When contributory negligence claimed, and such negligence consists only in the place in which the plaintiff has put his property and the means used to protect it from fire, there is ordinarily presented only a question of fact to be determined by the jury. Missouri Pac. R. Co. v. Kincaid, 29 Kan. 654; s. c., II Am. & Eng. R. R. Cas. 83; Texas & Pac. R. Co. v. Levi, 69 Tex. 674; 13 Am. & Eng. R. R. Cas. 464; Gibbons v. Wisconsin U. R. Co., 58 Wis. 335; s. c., 13 Am. & Eng. R. R. Cas. 339; 25 Am. & Eng. R. R. Cas. 479. But in Post v. Buffalo, etc., R. Co., 108 Pa. St. 585, a railroad company constructed a siding near one of their stations to facilitate the shipment of freight. A lumberman, accustomed to load cars at this siding, placed a large amount of lumber near the track, partly on the railroad company's right of way, and partly on ground hired for the purpose, in order that the lumber might be ready for shipment as required and as cars were furnished, and also (as reasonably appeared from the evidence) for storing and seasoning the lumber. This lumber caught fire from sparks thrown out by a locomotive engine run

ning on the road, in an extremely dry season, when fires were of frequent occurrence. In an action by the owner of the lumber against the railroad company to recover damages for the loss thus occasioned, the above facts appeared from the plaintiff's testimony, and the court entered a nonsuit. Held, that, conceding the loss to have been occasioned by the negligence of the defendant, nevertheless, the plaintiff, having placed his lumber in a dangerous place with a full knowledge of the danger, was guilty of contributory negligence, and the nonsuit was therefore rightly entered.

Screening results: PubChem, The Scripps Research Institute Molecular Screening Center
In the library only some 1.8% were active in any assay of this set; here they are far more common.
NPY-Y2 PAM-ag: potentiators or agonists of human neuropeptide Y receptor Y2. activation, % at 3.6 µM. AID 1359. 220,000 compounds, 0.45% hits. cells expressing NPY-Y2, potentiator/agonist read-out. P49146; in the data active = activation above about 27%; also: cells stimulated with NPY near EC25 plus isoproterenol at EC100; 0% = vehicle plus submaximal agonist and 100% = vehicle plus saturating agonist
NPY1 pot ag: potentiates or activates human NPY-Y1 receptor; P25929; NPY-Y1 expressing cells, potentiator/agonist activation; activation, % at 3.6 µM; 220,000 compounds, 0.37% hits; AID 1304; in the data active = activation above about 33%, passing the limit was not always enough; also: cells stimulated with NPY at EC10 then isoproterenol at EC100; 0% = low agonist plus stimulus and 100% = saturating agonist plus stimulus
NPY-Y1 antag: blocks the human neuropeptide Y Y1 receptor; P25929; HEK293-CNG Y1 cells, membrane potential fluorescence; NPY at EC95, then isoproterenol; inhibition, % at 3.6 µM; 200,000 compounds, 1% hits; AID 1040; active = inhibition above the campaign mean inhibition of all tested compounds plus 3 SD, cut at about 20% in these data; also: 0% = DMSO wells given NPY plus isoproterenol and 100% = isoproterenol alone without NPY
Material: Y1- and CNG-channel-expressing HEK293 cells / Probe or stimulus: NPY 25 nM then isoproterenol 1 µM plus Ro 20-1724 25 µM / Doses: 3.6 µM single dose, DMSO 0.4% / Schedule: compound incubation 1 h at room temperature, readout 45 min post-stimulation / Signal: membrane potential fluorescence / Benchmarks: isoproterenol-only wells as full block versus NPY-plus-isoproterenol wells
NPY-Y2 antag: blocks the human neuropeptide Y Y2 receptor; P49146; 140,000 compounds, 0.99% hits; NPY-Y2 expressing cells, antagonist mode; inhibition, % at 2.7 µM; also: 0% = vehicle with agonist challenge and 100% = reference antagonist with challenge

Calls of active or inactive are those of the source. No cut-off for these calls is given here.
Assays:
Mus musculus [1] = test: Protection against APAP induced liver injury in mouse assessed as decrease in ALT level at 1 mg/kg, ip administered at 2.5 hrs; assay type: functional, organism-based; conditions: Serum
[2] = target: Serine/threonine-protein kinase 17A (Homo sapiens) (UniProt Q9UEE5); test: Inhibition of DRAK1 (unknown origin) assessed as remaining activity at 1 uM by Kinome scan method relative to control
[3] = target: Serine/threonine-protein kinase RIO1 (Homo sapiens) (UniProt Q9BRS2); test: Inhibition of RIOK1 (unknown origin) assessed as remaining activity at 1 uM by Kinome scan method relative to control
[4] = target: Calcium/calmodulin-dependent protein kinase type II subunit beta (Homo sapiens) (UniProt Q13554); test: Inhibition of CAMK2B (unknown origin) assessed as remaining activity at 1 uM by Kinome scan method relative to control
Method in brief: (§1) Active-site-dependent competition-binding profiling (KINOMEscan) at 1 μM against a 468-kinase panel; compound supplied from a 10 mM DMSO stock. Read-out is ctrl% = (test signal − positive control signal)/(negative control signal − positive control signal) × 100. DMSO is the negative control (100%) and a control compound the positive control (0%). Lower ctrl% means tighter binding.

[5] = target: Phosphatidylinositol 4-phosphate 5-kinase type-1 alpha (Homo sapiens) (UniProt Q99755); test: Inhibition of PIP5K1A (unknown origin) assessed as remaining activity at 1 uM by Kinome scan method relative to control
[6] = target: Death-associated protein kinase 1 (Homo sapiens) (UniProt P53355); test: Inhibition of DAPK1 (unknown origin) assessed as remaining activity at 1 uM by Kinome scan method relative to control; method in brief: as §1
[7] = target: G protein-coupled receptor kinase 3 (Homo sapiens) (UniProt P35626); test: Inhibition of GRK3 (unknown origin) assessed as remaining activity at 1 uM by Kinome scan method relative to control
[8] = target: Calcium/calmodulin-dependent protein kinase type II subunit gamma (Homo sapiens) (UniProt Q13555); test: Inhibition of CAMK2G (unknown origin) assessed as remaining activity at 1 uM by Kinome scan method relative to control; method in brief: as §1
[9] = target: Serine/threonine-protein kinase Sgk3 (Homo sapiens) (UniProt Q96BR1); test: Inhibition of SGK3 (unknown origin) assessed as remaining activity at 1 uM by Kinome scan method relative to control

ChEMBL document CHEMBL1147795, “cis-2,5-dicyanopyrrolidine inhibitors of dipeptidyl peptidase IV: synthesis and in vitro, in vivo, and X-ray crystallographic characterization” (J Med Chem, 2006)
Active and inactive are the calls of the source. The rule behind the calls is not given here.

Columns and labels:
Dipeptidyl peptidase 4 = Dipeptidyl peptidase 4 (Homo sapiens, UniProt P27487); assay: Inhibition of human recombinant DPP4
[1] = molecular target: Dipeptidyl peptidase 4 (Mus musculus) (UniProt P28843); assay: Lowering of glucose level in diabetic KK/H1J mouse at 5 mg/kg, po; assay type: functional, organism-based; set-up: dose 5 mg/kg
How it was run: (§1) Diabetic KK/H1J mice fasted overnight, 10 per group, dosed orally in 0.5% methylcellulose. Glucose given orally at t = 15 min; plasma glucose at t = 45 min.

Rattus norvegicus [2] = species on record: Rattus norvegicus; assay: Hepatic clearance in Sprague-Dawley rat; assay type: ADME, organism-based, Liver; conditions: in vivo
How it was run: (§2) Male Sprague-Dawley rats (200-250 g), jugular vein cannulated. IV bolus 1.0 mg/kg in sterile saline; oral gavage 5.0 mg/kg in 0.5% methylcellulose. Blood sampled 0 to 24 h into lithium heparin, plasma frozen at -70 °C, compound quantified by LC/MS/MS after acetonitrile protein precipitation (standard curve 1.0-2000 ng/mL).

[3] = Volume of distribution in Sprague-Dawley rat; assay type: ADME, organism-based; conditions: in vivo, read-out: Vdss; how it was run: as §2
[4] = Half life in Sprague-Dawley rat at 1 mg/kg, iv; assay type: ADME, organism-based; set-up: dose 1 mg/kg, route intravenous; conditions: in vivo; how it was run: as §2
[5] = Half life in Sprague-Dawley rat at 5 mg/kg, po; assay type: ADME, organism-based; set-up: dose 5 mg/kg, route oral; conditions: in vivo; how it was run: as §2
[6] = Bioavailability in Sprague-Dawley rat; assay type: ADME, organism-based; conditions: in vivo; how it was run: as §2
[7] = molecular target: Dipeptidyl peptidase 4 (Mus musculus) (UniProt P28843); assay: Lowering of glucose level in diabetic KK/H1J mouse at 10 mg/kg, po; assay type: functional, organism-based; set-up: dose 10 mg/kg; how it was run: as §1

In Illinois the usual rule of comparative negligence applies in such cases. the negligence of the land owner is slight compared with that of the company, he is entitled to recover for an injury done by sparks from passing engines. Illinois, etc., R. Co. v. Mills, 42 Ill. 407; Ohio, etc., R. Co. v. Shanefelt, 47 Ill. 497; Illinois, etc., R. Co. v. Frazier, 47 Ill. 505; Illinois, etc., R. Co. v. Nunn, 51 Ill. 78; Toledo, etc., R. Co. v. Pindar, 53 Ill. 447; Chicago, etc., R. Co. v. Simonson, 54 Ill. 504.